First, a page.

• I.e., the British refused to recognize any American officers above the rank of captain.
    • However, the hardworking Americans believed that they were equals with the Redcoats, and trouble began to brew.
  3. Brits were concerned about American secret trade with enemy traders during the war; in fact, in the last year of the war, the British forbade the export of all supplies from New England to the middle colonies.
  4. Also, many American colonials refused to help fight the French until Pitt offered to reimburse them.
  5. During the French and Indian War, though, Americans from different parts of the colonies found, surprisingly to them, that they had a lot in common (language, tradition, ideals) and barriers of disunity began to melt.

IX. Americans: A People of Destiny

  1. Now that the French had been beaten, the colonists could now roam freely, and were less dependent upon Great Britain.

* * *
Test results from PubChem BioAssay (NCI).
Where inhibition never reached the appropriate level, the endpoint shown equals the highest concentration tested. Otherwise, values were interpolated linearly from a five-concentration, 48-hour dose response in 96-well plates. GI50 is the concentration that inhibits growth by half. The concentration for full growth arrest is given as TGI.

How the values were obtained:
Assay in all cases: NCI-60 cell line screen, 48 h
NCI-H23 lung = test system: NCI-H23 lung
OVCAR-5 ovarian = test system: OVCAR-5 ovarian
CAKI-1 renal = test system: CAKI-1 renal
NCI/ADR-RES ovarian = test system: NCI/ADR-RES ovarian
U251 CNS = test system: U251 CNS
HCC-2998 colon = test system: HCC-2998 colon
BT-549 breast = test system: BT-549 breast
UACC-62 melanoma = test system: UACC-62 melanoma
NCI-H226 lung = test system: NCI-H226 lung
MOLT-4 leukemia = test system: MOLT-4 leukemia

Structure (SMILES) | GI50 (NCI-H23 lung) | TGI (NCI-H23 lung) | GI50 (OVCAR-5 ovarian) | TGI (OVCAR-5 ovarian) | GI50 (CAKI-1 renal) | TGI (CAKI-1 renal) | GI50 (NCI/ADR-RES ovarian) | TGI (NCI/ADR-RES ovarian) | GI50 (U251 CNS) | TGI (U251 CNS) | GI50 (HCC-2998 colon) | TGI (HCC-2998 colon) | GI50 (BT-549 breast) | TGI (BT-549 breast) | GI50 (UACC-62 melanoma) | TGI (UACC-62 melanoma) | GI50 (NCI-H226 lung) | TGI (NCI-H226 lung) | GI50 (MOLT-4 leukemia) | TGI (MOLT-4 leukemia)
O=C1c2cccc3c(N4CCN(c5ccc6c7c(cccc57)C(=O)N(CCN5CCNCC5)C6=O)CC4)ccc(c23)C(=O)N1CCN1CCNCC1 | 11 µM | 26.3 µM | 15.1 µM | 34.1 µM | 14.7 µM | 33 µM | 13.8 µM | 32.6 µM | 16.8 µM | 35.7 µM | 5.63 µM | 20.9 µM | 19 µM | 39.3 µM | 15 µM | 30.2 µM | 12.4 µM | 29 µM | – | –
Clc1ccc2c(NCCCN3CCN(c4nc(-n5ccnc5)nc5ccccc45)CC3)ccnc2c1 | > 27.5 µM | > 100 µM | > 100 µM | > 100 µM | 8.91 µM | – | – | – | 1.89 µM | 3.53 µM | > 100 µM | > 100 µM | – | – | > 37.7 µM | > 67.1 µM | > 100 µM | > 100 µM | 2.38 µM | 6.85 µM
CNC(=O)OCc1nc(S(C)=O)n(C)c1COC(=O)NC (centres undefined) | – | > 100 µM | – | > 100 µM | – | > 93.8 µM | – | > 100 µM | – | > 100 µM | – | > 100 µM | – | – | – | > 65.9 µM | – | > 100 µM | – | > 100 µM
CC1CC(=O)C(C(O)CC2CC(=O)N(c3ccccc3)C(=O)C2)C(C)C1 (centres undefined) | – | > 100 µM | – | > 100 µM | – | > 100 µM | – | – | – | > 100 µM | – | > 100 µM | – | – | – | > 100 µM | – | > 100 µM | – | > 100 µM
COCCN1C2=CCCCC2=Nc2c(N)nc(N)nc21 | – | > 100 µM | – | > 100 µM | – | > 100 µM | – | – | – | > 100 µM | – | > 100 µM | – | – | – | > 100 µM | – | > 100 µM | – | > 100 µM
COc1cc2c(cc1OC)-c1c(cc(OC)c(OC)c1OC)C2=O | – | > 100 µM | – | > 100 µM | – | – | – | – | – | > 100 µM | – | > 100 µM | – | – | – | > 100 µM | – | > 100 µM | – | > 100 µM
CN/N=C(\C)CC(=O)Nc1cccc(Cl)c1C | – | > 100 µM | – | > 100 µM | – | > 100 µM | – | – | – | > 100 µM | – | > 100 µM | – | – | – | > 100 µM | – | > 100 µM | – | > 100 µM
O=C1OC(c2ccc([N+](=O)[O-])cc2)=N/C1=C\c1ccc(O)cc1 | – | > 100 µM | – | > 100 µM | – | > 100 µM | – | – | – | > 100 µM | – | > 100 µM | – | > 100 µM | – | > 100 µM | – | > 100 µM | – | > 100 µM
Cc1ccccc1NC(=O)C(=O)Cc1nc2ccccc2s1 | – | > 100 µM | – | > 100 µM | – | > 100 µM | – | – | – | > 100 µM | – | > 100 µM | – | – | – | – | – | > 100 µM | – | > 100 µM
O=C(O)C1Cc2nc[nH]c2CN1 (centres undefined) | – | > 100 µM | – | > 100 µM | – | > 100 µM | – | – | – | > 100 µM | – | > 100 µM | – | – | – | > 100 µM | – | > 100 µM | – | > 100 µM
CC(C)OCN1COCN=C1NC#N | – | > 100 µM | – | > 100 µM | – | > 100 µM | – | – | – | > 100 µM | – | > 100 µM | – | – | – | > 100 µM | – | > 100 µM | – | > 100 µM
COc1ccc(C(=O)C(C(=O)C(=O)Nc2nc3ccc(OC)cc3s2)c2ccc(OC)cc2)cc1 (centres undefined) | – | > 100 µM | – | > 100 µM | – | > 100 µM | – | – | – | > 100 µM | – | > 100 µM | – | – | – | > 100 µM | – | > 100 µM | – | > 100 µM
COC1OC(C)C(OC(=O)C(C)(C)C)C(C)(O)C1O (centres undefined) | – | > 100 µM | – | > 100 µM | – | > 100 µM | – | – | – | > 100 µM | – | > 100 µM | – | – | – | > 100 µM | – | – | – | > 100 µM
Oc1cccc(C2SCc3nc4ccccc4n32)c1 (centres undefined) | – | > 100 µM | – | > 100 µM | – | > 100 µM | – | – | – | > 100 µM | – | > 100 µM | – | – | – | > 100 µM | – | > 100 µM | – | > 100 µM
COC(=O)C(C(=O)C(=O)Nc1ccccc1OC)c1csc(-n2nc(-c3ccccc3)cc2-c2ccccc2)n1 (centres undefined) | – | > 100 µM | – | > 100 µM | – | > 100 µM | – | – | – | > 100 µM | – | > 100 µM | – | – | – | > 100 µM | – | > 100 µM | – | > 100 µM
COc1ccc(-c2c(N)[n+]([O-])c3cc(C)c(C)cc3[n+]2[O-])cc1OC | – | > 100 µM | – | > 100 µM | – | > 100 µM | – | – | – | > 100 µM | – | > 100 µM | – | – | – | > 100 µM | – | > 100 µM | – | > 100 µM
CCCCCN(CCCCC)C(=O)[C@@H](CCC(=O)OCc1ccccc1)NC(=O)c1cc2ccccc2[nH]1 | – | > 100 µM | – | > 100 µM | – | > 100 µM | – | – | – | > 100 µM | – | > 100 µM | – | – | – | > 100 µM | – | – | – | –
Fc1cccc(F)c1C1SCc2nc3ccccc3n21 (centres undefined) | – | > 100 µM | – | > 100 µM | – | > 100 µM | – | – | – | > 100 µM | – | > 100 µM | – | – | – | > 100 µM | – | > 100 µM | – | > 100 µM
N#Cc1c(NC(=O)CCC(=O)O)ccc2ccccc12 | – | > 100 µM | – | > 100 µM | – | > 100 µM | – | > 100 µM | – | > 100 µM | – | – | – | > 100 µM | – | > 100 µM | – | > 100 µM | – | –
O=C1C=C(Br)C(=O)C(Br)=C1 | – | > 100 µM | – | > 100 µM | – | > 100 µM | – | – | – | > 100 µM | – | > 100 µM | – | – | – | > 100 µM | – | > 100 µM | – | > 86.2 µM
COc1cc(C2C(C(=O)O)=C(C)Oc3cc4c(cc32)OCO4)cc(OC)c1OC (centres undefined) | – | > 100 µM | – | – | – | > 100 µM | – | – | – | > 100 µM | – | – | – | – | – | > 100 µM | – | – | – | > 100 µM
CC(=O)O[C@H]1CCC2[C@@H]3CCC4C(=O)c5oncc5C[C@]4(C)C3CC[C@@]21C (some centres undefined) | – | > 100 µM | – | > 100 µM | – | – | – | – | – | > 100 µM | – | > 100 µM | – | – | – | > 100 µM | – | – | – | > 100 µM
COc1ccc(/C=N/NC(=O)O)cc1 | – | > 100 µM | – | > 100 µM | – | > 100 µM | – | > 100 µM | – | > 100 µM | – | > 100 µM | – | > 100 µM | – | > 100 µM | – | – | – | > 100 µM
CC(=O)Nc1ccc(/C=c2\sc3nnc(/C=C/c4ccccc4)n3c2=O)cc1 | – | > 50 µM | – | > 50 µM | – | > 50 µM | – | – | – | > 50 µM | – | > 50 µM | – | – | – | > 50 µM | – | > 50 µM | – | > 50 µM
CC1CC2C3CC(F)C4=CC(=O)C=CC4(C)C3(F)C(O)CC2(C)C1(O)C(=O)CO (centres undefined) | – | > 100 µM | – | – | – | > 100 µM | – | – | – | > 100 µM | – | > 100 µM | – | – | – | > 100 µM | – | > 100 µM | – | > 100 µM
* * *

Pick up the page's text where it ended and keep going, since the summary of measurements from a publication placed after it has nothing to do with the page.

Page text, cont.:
2. The French consoled themselves with the thought that if they could lose such a great empire, maybe the British would one day lose theirs too.
  3. Spain was eliminated from Florida, and the Indians could no longer play the European powers against each other, since it was only Great Britain in control now.
  4. In 1763, Ottawa Chief Pontiac led a few French-allied tribes in a brief but bloody campaign through the Ohio Valley, but the whites quickly and cruelly retaliated after being caught off guard.
    • One commander ordered blankets infected with smallpox to be distributed.
    • The violence convinced whites to station troops along the frontier.
  5. Now, land-hungry Americans could now settle west of the Appalachians, but in 1763, Parliament issued its Proclamation of 1763, prohibiting any settlement in the area beyond the Appalachians.
    • Actually, this document was meant to work out the Indian problem by drawing the “out-of-bounds” line. But, colonists saw it as another form of oppression from a far away country. Americans asked, “Didn’t we just fight a war to win that land?”